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Commissioner phones in to cast vote that passes Macon-Bibb budget

Here’s how each Macon-Bibb County commissioner voted on the property tax increase

The Macon-Bibb County Commission passed a 20.652-mill property tax rate for fiscal 2019, which is a 3-mill hike over last year. Here's how each commissioner voted Thursday, Aug. 16, 2018.
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The Macon-Bibb County Commission passed a 20.652-mill property tax rate for fiscal 2019, which is a 3-mill hike over last year. Here's how each commissioner voted Thursday, Aug. 16, 2018.

A Macon-Bibb County budget was approved Tuesday after a commissioner had to phone in to cast the final vote to pass it.

A second vote had to be taken Tuesday for the amended $161 million general fund budget after it failed to get six votes the first time. But after a motion to reconsider the vote was approved, Commissioner Scotty Shepherd was able to join the meeting on his phone and cast the necessary sixth vote.

Commissioners Valerie Wynn, Joe Allen and Mallory Jones voted against the amended budget that incorporates a 3 mill tax increase.

Joining Shepherd to approve the budget were Commissioners Bert Bivins, Al Tillman, Elaine Lucas, Larry Schlesinger and Virgil Watkins.

“The fact that we have not done (anything) to add money back to reserves concerns me,” Wynn said about the fiscal 2019 budget. “The amount we reduced the outside agencies by is a start in the right direction.”

Twenty-one external agencies will receive a combined $8.5 million from the county after commissioners approved more budget amendments on Tuesday night, roughly a 15 percent cut from the previous adjustments.

In order to fund them the county will use $12.3 million coming from the tax increase and another $4 million that would have went into the county’s reserve fund. The Macon-Bibb County Recreation and Parks and Beautification Departments and Bowden Golf Course will receive $7.5 million of that money.

Without any tax increase, the County Commission would have been forced to make enough cuts to continue funding recreation and parks, libraries, bus system and health department or face the risk of them shutting down.

Tillman said the County Commission held a series of budget meetings this year to be more transparent after relying on figures that turned out to be inaccurate from the mayor’s former county manager.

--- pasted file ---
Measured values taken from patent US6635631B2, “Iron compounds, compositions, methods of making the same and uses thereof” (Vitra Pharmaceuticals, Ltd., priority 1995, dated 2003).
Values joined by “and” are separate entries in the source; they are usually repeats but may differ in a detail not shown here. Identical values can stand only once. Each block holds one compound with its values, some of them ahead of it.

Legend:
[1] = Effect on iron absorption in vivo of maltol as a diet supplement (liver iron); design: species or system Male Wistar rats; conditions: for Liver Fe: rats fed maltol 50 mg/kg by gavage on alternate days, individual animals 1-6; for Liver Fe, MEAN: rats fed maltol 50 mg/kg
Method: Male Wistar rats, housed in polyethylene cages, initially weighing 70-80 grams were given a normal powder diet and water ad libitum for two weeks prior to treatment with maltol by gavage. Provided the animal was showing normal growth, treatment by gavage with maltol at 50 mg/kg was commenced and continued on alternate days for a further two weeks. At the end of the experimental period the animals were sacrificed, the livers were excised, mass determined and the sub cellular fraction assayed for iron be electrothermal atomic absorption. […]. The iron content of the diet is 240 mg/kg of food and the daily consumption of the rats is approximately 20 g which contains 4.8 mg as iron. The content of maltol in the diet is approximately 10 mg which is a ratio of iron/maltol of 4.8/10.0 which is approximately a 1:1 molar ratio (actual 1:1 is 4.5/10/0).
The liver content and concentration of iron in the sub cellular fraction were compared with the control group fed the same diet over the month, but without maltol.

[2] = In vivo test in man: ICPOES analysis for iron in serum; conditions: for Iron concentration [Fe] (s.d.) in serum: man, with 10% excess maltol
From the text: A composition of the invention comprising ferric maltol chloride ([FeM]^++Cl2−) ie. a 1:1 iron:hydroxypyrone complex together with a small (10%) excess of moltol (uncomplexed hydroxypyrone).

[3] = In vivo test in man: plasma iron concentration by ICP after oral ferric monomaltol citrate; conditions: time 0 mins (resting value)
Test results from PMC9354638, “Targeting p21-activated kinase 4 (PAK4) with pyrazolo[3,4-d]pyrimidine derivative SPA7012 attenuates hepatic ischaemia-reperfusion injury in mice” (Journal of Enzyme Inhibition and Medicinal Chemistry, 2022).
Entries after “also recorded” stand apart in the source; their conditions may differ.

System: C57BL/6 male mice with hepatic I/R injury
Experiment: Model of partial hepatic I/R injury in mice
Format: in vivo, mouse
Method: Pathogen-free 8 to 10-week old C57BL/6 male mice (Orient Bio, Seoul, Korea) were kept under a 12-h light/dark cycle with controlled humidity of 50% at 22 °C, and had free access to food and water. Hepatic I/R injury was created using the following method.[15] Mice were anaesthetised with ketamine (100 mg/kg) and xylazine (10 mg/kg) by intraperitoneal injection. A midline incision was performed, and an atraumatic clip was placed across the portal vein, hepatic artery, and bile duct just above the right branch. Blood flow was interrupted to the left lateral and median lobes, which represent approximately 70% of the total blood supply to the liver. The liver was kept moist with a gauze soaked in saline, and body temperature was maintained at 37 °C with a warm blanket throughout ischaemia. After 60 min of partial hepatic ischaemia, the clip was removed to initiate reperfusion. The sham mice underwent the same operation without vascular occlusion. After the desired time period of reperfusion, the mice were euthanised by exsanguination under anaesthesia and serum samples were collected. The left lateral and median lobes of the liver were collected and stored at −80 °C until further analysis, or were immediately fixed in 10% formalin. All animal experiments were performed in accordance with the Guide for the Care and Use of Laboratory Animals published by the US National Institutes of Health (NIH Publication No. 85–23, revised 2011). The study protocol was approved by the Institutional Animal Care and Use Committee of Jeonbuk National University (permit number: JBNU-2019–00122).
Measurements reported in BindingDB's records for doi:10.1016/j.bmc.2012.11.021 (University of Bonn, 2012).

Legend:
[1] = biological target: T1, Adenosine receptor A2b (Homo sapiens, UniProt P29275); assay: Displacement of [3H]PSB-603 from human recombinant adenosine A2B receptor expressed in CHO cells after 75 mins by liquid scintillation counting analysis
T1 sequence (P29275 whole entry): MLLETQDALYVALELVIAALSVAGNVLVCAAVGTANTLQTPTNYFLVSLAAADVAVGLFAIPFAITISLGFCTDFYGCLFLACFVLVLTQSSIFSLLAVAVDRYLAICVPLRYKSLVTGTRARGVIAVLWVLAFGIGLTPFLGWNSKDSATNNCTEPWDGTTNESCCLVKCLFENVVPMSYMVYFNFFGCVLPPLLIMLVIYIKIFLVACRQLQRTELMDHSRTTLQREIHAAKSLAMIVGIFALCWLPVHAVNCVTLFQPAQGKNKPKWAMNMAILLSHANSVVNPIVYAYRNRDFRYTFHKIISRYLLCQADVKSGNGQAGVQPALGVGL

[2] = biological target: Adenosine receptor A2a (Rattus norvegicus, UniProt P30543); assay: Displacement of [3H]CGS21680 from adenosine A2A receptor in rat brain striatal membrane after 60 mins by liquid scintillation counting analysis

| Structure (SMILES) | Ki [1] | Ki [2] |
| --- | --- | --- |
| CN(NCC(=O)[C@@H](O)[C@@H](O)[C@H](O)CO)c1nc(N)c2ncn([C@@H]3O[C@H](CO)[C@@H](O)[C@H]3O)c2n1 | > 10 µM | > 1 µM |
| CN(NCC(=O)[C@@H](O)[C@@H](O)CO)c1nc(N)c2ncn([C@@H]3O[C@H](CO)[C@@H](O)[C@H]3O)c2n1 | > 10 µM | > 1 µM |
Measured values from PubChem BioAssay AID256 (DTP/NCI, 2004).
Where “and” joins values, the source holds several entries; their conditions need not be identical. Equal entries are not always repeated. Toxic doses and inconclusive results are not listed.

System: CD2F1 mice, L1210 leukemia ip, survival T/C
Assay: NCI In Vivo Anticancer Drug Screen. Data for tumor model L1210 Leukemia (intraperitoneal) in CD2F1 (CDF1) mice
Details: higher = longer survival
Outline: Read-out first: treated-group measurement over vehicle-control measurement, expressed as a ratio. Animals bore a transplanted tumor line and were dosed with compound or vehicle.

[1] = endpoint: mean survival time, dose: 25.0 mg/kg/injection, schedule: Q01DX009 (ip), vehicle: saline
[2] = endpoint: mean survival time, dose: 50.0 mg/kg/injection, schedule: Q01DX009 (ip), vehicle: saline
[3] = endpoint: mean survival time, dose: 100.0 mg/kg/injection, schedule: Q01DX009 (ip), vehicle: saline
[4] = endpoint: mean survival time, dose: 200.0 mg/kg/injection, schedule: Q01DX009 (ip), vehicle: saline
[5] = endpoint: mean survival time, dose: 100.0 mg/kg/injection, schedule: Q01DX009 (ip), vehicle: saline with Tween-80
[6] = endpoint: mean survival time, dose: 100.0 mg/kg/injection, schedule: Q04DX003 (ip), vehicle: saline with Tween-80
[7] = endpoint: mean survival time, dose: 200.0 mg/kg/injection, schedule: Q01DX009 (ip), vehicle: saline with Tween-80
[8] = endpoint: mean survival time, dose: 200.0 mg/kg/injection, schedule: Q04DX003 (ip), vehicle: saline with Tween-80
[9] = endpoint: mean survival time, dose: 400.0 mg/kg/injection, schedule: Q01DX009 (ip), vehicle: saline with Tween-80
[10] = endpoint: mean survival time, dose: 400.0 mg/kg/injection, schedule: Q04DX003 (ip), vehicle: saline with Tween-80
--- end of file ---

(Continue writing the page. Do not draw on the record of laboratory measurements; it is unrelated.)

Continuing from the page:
Tillman said commissioners should not fold under pressure after hearing the anger from some residents about the county’s financial problems. Tuesday was an opportunity to do what’s best for the county, he said.

“We have to take care of the people’s business right now,” Tillman said.

Outside agency

Over the last two years, the Macon-Bibb County Transit Authority’s budget will have been reduced by $1.2 million due to county reductions and missing out on the federal matching funds, said transit board chairman Frank Tompkins.

The amended county budget features a 13 percent, or $300,000, cut to the transit system.

“The buses and livelihoods of many citizens in our city will be adversely affected,” Tompkins said prior to Tuesday’s vote.

The budget process began in early May when Mayor Robert Reichert presented a $164 million budget that proposed a 3.7 mill tax hike.

County commissioners then went through more than a dozen budget proposals before passing a last-minute $149 million budget that included no tax hike. The problem? It eliminated funding for all outside agencies and the recreation and parks departments.

The following week commissioners restored funding for those agencies but were faced with another dilemma of getting enough votes to increase the millage rate in order to pay for them.

The commission then had to make more budget changes, which resulted in Tuesday’s budget, after approving the 3 mill hike last week.

The outside agency list includes several museums, nonprofits such as Meals on Wheels, and governmental agencies such as the Macon-Bibb County Planning & Zoning Commission and Macon-Bibb County Industrial Authority.

Throughout the fiscal year the County Commission will be tasked with finding other ways to either increase revenue or save money, as it deals with a likely difficult budget situation next year.

That’s when the county will have to find $8 million to pay for the other post-employment benefit fund.

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